The aptly named Jamaica Plain Saxophone Quartet, consisting of Sean Mix on soprano, Andy Wilds on alto, Scott Chamberlin on tenor, and David Stevens on baritone, took the stage at MIT’s Killian Hall last Friday, launching the JPSQ AfterDark series with contemporary classical pieces tied to Boston.
Though movements from Salvatore Sciarrino’s unusual Pagine arrangements came up throughout the night, it is better to talk about the suite as a single entity. JPSQ opened with Sciarrino’s setting of Cole Porter’s “I’ve Got You Under My Skin,” a Great American Songbook standard. Interestingly, Sciarrino set the tune as a slower chorale, akin to a jazz choir, rather than traditional medium swing. This opener let JPSQ show how well they blended. Mix lead lyrically as Wilds harmonized. Domenico Scarlatti’s Sonata in Re minore, L. 215 came across as the only weak setting, as Sciarrino sacrificed the articulation and bite that defines Scarlatti’s harpsichord music. Sciarrino corrected course in arranging Gesualdo’s “Itene, o miei sospiri,” which sounded as though it was originally for sax quartet. Out of all of the Pagine movements, this one best allowed JPSQ to show its power in blending; slight changes to the texture acted as earthquakes. The last selection, J.S. Bach’s Kyrie, “Gott Vater in Ewigkeit,” BWV 669 from the Clavier-Übung III, evoked Bach sounding through mist—hazy around the edges but through the mist, the voice of the master. Without being amorphous, and in contrast to the Scarlatti setting, Sciarrino took the edge off Bach’s keyboard music just enough to convincingly make the arrangement satisfying.
Composed by Wilds’s brother Jack, The Red Cape featured two Spanish-inspired movements transcribed from his earlier string quartet. The second movement, driven and passionate, made peculiar use of slap tongue to mimic pizzicato. Wilds, Chamberlin, and Stevens have to be commended for how they approached the extended slap tonguing sections; performing those can be hard, and not every performer can do them, so to find three guys who not only can but can execute them for long periods of time is very rare. The second movement also ended with a daring passage, placing the melody in minor seconds between the SA or AT voices, creating a biting finale.
John Harbison indicated all four movements of his Trio Sonata (three independent voices) as Fast; Chamberlin sat this one out. This is classic Harbison: confident and Neo-Classical. The first movement set melody against major second harmonization. The second became a lilting melody emanating from Mix harmonized elegantly by Wilds and Stevens. The third movement might be the most harmonically daring, where Stevens acted as a disfiguring voice to an otherwise consonant melody. The fourth movement pitted Mix and Wilds blending together in a sweet melody against Stevens in the lower register. Overall, this sonata showed Wilds as a chameleon; on melody, harmony, or something else he always seemed natural.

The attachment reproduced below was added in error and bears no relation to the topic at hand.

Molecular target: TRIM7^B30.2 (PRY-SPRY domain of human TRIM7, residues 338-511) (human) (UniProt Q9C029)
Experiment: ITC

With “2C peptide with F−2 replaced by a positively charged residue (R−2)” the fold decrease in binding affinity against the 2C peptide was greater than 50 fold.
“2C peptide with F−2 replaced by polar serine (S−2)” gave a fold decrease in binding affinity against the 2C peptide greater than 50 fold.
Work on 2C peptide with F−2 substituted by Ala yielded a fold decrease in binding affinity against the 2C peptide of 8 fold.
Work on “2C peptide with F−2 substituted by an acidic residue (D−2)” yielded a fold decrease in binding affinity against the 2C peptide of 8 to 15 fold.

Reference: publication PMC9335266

Stratis Minakakis wrote Alismono ke Cherome on a famous heterophonic folk tune from Northern Greece, imitating the styles’ necessary vocalists of partis (melody), klostis (pedal tone bass), and two isocrates (short improvisatory singers on the pedal tone). Minakakis fused the traditional Greek tune with his own harmonic language, laced with microtones and a sense of floating in and out of time. From the audience, we could all see how hard JPSQ as a unit had to work to perform this piece; that’s why this reviewer believes it to be the highlight of the evening and a composition for saxophone quartet that should last for a long time, though one that needs lots of focus and serious effort.
In its second performance ever, Marti Epstein’s Bluff in three movements tried many different techniques for the this ensemlbe. The first movement hid what might be a melody in square dissonant chords, all members of JPSQ matching each other brilliantly. The second movement provided the most interest. Epstein created a klangfarbenmelodie that cast around to different members of the quartet in a hard to distinguish pattern. The slight timbral changes made it clear it wasn’t one voice through the ensemble, but everything worked fantastically. The last movement loosely resembled the first, albeit with the melody detached and floating in the soprano sax, realized hauntingly by Mix, above chords.
Kate Salfelder’s Stolen from Above might be the most complex undertaking of the evening. The composer used a Salve Regina chant as basis and smashed against highly dissonant and fast-moving passages. Sectional in nature with wide ranging characters from aggressive to mysterious/austere, Salfelder managed to easily exploit the inherent duos and trios of the sax quartet, aided further by all four members being so attuned to each other’s playing.
JPSQ ended the evening with the tuba-euphonium ensemble transcription, Take This Hammer from Steve Snowden. Immediately, as a tuba player, this reviewer could sense its tuba-euphonium origins without needing to see that Mix and Wilds changed to another tenor and baritone sax respectively. Rock and Motown inspired, it could fit on a road trip down Route 66 with ease. Before the performance Wild commented about his favorite section being his “Power Rangers Moment” which any child of the 90s would be able to hear a reminiscent “Go! Go! Power Rangers!”-esque text setting to his part.
Young and vibrant, versatile, and engaging, the Jamaica Plain Saxophone Quartet also has unrivaled breadth of programming; aside from the classical pieces, they also frequently perform Backstreet Boys and other pop tunes. It would be lovely to hear them in any capacity at any time.
Ian Wiese is a graduate student in composition at NEC, where he studies with Kati Agocs.